Despite the initial string mess I got into due to poor Steinberger string quality, the guitar is utterly astounding – the neck is phenolic – try finding that in anything under $5000 – Parker Nite Fly is probably the closest to this neck, but the graphite U channel by the truss rod that give so this guitar it’s extreme stability is patented so cannot be found anywhere else.
Buy this guitar! You won’t find anything better to play any style you want to! I have a Gibson original robot, an Epiphone Black Beauty, a Yamaha nylon string and three acoustics plus an Ibanez Mikro. The Synapse Transcale Custom is all I keep playing since I received it. Whatta guitar man! Simply astounding sound and balance, playability and tone. There is a slight gouge in the back of the guitar so when it’s snug against your body, it tilts so you can see the entire fretboard clearly without having to lean forward. So you feel totally comfortable, and at 6.5lbs, this thing can be used all night and all day without getting your vertebrae crushed.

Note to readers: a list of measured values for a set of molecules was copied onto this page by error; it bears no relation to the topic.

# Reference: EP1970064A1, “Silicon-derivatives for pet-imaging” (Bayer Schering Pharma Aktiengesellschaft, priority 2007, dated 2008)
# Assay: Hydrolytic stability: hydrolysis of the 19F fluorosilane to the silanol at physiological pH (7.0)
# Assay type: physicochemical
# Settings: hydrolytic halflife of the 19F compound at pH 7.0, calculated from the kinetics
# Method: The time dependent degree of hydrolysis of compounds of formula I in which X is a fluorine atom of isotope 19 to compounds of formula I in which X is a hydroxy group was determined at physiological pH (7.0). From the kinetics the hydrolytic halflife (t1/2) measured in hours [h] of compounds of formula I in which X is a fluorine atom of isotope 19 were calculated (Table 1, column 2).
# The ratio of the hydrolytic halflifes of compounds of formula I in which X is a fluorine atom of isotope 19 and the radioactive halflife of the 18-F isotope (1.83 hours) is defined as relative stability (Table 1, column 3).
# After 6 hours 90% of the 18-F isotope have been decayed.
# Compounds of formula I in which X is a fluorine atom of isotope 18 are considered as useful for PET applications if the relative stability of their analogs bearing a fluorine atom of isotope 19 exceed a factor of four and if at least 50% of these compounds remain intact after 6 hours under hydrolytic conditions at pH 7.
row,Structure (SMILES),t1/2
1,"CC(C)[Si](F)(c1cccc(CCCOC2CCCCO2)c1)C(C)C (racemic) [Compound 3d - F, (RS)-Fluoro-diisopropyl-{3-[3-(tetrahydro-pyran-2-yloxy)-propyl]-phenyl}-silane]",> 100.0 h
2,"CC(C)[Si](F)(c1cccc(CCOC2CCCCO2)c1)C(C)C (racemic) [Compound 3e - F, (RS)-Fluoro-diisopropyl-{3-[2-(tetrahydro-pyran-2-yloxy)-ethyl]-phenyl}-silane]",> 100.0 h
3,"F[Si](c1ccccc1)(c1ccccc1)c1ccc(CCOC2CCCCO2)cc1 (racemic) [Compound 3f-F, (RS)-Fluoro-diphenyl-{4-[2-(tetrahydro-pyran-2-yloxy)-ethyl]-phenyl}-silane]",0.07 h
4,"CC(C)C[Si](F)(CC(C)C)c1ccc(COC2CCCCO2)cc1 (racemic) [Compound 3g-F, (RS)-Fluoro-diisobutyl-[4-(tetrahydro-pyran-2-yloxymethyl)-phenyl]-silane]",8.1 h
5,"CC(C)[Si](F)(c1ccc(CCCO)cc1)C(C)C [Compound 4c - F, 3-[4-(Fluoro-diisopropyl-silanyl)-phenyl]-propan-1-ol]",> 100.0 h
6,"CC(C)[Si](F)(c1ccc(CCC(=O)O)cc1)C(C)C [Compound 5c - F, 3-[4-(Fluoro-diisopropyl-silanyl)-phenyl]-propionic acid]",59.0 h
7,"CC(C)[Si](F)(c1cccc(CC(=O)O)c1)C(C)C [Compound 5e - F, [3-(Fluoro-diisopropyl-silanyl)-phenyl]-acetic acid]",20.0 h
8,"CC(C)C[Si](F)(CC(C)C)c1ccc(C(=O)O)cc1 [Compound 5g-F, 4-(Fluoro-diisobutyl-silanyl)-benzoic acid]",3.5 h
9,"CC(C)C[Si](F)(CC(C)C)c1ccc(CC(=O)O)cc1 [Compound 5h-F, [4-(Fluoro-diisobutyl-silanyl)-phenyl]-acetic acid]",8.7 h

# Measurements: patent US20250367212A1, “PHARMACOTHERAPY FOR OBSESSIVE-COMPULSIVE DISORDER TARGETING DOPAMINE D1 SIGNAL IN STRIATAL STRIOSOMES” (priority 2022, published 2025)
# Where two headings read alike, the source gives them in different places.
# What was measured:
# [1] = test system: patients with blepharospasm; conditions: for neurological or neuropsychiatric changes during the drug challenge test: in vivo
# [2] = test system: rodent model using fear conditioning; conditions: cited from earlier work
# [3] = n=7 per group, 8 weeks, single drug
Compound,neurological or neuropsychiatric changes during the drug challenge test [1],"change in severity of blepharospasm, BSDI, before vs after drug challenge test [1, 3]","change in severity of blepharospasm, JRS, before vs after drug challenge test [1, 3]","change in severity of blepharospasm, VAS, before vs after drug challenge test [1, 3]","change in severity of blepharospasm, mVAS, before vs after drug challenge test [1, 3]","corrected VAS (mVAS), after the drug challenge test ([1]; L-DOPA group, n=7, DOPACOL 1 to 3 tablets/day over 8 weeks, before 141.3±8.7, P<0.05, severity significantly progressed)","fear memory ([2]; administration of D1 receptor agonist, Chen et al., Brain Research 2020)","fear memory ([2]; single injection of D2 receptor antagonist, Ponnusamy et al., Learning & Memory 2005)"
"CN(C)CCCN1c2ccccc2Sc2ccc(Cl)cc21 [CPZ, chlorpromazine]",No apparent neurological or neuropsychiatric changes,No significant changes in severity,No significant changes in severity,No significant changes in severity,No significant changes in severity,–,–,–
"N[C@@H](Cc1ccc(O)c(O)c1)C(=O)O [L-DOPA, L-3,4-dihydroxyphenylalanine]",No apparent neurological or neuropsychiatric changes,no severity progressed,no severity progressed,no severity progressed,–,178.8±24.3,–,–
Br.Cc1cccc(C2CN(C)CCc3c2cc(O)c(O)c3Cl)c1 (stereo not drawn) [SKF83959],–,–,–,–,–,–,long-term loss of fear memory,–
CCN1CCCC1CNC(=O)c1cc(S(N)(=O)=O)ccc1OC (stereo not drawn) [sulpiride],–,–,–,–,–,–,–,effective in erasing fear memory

The rolling capo is good but you have to watch it when playing open string chords, as the side protrudes and interferes a bit with your index finger but it’s easily avoided once you become aware of it. The capo shines in that I can move it around at will during a song and it yields low, thundering rumbles on baritone scale at zero fret, while going to mandolinesque tones in the next moment by moving it past the 5th fret.